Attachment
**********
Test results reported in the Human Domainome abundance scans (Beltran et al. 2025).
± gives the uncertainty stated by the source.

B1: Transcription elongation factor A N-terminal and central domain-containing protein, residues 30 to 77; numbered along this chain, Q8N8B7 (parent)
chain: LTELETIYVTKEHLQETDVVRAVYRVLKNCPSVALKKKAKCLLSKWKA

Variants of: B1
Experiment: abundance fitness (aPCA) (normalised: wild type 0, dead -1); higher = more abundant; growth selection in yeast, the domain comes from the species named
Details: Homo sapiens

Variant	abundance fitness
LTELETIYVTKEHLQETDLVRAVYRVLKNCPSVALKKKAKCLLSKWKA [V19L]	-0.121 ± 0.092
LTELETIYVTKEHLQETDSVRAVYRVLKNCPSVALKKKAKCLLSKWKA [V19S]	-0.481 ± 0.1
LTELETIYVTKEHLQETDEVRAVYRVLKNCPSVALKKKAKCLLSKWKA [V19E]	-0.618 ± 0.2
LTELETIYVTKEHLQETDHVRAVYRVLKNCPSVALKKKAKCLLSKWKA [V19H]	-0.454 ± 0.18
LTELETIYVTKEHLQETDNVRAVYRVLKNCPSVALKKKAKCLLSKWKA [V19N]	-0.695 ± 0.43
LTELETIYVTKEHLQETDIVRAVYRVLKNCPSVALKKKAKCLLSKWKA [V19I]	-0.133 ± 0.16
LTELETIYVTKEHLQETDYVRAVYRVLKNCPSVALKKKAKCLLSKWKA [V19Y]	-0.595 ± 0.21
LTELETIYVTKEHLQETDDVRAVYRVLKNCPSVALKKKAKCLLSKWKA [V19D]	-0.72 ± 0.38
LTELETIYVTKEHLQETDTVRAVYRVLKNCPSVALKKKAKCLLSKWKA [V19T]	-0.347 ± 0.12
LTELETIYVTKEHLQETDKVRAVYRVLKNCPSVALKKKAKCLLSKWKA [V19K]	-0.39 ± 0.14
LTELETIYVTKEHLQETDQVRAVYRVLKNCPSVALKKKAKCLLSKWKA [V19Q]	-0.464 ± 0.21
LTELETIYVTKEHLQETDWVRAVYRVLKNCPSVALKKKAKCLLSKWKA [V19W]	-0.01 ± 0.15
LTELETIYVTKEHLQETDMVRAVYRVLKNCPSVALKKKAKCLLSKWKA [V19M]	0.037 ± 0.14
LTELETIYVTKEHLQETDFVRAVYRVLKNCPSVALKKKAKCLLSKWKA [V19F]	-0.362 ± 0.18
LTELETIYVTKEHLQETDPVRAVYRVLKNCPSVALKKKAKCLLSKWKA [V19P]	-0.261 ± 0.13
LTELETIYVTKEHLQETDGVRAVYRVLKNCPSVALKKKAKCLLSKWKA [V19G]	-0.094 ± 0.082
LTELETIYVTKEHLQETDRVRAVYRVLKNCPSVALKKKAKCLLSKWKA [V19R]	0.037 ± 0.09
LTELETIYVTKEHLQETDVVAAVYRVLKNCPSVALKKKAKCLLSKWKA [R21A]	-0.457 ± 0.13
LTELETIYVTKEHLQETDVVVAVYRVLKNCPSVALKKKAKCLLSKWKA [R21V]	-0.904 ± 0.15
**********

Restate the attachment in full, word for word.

Test results reported in the Human Domainome abundance scans (Beltran et al. 2025).
± gives the uncertainty stated by the source.

B1: Transcription elongation factor A N-terminal and central domain-containing protein, residues 30 to 77; numbered along this chain, Q8N8B7 (parent)
chain: LTELETIYVTKEHLQETDVVRAVYRVLKNCPSVALKKKAKCLLSKWKA

Variants of: B1
Experiment: abundance fitness (aPCA) (normalised: wild type 0, dead -1); higher = more abundant; growth selection in yeast, the domain comes from the species named
Details: Homo sapiens

Variant	abundance fitness
LTELETIYVTKEHLQETDLVRAVYRVLKNCPSVALKKKAKCLLSKWKA [V19L]	-0.121 ± 0.092
LTELETIYVTKEHLQETDSVRAVYRVLKNCPSVALKKKAKCLLSKWKA [V19S]	-0.481 ± 0.1
LTELETIYVTKEHLQETDEVRAVYRVLKNCPSVALKKKAKCLLSKWKA [V19E]	-0.618 ± 0.2
LTELETIYVTKEHLQETDHVRAVYRVLKNCPSVALKKKAKCLLSKWKA [V19H]	-0.454 ± 0.18
LTELETIYVTKEHLQETDNVRAVYRVLKNCPSVALKKKAKCLLSKWKA [V19N]	-0.695 ± 0.43
LTELETIYVTKEHLQETDIVRAVYRVLKNCPSVALKKKAKCLLSKWKA [V19I]	-0.133 ± 0.16
LTELETIYVTKEHLQETDYVRAVYRVLKNCPSVALKKKAKCLLSKWKA [V19Y]	-0.595 ± 0.21
LTELETIYVTKEHLQETDDVRAVYRVLKNCPSVALKKKAKCLLSKWKA [V19D]	-0.72 ± 0.38
LTELETIYVTKEHLQETDTVRAVYRVLKNCPSVALKKKAKCLLSKWKA [V19T]	-0.347 ± 0.12
LTELETIYVTKEHLQETDKVRAVYRVLKNCPSVALKKKAKCLLSKWKA [V19K]	-0.39 ± 0.14
LTELETIYVTKEHLQETDQVRAVYRVLKNCPSVALKKKAKCLLSKWKA [V19Q]	-0.464 ± 0.21
LTELETIYVTKEHLQETDWVRAVYRVLKNCPSVALKKKAKCLLSKWKA [V19W]	-0.01 ± 0.15
LTELETIYVTKEHLQETDMVRAVYRVLKNCPSVALKKKAKCLLSKWKA [V19M]	0.037 ± 0.14
LTELETIYVTKEHLQETDFVRAVYRVLKNCPSVALKKKAKCLLSKWKA [V19F]	-0.362 ± 0.18
LTELETIYVTKEHLQETDPVRAVYRVLKNCPSVALKKKAKCLLSKWKA [V19P]	-0.261 ± 0.13
LTELETIYVTKEHLQETDGVRAVYRVLKNCPSVALKKKAKCLLSKWKA [V19G]	-0.094 ± 0.082
LTELETIYVTKEHLQETDRVRAVYRVLKNCPSVALKKKAKCLLSKWKA [V19R]	0.037 ± 0.09
LTELETIYVTKEHLQETDVVAAVYRVLKNCPSVALKKKAKCLLSKWKA [R21A]	-0.457 ± 0.13
LTELETIYVTKEHLQETDVVVAVYRVLKNCPSVALKKKAKCLLSKWKA [R21V]	-0.904 ± 0.15